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Current as of 24/10/14 06:40AM NZST

Pacific Edge shares soar to new high

By Holly Ryan

Pacific Edge chief executive David Darling.
Pacific Edge chief executive David Darling.

Shares in medical research company Pacific Edge have reached a record $1.01 today, after the company struck its second US deal in less than a week.

Pacific Edge today signed an agreement with medical network solution company, the America's Choice Provider Network (ACPN), giving the US firm use of its bladder cancer test, Cxbladder.

It comes after Pacific Edge announced last Friday that it had secured an agreement with medical provider FedMed.

The company also won the supreme award at the New Zealand Innovators Awards last week - more good news for a company that reported a loss of $6.9 million for the latest financial year.

"Its been a pretty amazing week all round and it's great for the company to be getting traction in the US market, and for our shareholders," said Pacific Edge chief executive David Darling.

"Even though we are a public company we act more like a private one in that we have a small group of shareholders who have been fantastic. This is great recognition for them."

At $1.01 a piece, the shares are up 29c today and have risen 110.42 per cent in the past year.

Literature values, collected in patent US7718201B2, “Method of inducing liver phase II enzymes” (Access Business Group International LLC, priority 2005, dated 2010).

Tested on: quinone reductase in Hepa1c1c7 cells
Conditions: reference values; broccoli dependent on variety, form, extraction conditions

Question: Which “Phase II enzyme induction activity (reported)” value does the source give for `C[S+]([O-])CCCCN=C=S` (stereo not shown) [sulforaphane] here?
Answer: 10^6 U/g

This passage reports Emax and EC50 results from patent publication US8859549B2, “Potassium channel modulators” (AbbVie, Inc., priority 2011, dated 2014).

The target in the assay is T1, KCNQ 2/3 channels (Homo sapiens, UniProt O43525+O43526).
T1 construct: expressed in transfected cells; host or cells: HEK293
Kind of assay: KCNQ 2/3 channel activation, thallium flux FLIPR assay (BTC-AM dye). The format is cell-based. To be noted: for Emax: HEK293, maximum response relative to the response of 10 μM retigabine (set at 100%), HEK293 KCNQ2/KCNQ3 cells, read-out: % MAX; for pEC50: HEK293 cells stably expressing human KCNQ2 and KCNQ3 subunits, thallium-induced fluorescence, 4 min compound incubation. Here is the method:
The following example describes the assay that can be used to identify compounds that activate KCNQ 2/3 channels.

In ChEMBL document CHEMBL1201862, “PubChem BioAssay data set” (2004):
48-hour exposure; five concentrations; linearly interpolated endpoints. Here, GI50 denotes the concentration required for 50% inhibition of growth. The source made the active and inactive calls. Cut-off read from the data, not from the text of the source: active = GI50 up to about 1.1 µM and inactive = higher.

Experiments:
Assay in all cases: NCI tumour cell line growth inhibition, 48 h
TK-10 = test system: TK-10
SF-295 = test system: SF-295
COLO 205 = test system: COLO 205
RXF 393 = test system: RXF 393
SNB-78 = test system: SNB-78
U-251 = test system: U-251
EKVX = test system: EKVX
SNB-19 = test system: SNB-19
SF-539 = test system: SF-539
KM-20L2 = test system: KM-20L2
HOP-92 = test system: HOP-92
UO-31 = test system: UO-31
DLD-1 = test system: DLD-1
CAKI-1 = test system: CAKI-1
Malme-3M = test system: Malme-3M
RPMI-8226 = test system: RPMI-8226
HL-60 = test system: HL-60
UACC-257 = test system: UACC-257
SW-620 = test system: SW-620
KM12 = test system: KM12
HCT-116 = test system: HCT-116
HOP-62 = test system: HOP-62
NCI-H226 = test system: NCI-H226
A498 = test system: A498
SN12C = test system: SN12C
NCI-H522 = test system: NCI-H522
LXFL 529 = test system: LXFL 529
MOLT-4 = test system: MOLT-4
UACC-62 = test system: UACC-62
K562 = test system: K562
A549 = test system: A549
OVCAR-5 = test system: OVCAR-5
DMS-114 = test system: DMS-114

The Dunedin-based company launched Cxbladder, which uses genetic biomarkers in urine to detect the presence of cancer, in July. The test was initially picked up by the MidCentral District Health Board in Palmerston North as its first comercial customer and is now actively in use throughout New Zealand and Australia.

According to Pacific Edge, signing with FedMed will give access to the test to more than 40 million people in the US, and a further 14 million from signing with ACPN.

In the US, the cost of treating bladder cancer patients is up around US$220,000 per patient, due to the recurrent nature of the disease. According to Pacific Edge, more than 1 million Americans will undergo testing for bladder cancer in the coming year, at a cost of about US$1 billion.

Cxbladder, which is being marketed as being a third cheaper than any other test, as well as the most accurate, could result in bladder cancer being diagnosed and treated much earlier, says the company, resulting in lowered treatment costs and a higher success rate.

Darling said the company hoped to sign further deals with health providers in the US in the coming months, and said that as well as working on other cancer testing products, the company would be expanding into Spain, which has the highest bladder cancer rates in the world, as well as Asia as early as next year.

- NZ Herald

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